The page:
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I am trying to preserve all whitespace in an input file during while loop iteration. Here is the file I am working with (file1):

a@ubuntu:~$ cat file1
01: a   b   c
02: d   e   f

As you can see, I have placed tabs between the characters on each line. I want to keep those tabs on output. I have tried clearing IFS in the while loop like so:

while IFS= read -r p; do
    echo $p
done < <(cat file1)

The result gets rid of the tabs for some reason even after I clear IFS (I have also tried echo -e):

a@ubuntu:~$ sudo bash a.sh
01: a b c
02: d e f

However, when I clear IFS outside of the while loop, it works perfectly:


while read -r p; do
    echo $p
done < <(cat file1)

Here is the output; the tabs are preserved:

a@ubuntu:~$ sudo bash a.sh
01: a   b   c
02: d   e   f

Why do the tabs fail to be preserved when I clear IFS in the same line as the while loop?

share|improve this question
Why are you using < <(cat file1) vs < file1? –  Ed Morton Jul 17 '13 at 3:47
Amusing. I had come to know about process redirection much later than I knew of stdin redirect from file. :D –  anishsane Jul 17 '13 at 6:50

1 Answer 1

up vote 4 down vote accepted

Just quote your variables:

while IFS= read -r p; do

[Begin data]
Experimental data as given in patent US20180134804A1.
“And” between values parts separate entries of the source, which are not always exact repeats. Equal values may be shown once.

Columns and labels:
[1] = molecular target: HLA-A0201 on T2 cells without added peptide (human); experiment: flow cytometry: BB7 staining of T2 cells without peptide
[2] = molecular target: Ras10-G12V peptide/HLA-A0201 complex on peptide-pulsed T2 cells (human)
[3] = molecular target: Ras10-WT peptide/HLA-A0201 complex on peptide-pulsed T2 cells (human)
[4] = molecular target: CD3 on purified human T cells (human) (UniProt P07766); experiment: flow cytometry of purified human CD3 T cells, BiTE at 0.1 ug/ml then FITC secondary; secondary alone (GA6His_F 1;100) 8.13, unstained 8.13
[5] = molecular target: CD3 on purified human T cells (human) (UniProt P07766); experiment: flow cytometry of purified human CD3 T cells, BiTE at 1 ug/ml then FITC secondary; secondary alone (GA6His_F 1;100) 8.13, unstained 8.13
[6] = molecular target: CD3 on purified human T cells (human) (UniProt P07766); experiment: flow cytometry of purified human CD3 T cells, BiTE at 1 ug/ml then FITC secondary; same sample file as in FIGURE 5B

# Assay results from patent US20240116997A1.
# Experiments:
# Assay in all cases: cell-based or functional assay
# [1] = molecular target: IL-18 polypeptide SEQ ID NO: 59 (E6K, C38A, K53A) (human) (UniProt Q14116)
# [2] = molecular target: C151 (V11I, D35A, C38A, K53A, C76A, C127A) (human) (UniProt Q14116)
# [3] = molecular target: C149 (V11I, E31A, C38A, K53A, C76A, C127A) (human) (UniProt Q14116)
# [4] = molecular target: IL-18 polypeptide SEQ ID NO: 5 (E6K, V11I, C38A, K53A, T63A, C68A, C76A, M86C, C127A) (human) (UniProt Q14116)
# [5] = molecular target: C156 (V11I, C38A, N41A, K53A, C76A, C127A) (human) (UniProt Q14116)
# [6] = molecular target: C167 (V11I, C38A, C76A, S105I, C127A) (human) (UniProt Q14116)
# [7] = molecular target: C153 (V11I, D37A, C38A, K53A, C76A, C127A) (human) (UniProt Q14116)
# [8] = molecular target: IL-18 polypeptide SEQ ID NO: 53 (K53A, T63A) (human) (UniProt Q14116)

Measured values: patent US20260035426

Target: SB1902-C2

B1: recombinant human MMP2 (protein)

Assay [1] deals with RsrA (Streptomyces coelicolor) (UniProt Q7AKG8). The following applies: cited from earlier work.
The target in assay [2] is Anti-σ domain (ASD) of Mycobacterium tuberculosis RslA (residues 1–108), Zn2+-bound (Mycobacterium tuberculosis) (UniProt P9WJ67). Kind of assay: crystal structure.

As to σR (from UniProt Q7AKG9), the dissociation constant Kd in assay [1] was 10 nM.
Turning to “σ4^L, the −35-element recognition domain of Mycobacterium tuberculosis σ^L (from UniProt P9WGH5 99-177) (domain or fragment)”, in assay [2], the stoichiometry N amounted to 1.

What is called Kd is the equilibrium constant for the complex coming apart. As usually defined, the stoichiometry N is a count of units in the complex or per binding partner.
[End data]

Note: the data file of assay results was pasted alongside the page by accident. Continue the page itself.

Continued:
echo "$p"; 
done < file1

Notice that you don't need to use cat as well.

share|improve this answer
Ugh. Thanks so much. That did it. I knew it was going to be something super simple. Should I always be quoting my variables? –  orbit Jul 17 '13 at 3:43
@orbit - YES!!! You MUST always quote your variables unless you have a very specific reason not to and know EXACTLY what the consequences are. –  Ed Morton Jul 17 '13 at 3:45
@orbit This link will be helpful! –  jaypal singh Jul 17 '13 at 3:46
@orbit if you want it to be one argument to whatever command, and not split on whitespace, then you should quote it. –  hobbs Jul 17 '13 at 3:46
Always quote. If you don't quote, echo $p becomes echo 01:<tab>a<tab>b<tab>c, which is functionally equivalent to echo 01: a b c. Setting IFS to null (an empty string) for echo won't fix it either because echo still receives 4 arguments: '01:', 'a', 'b', and 'c'. By using quotes, you change it into a single argument, so echo will print that single argument 100% character for character. –  Chrono Kitsune Jul 17 '13 at 4:46

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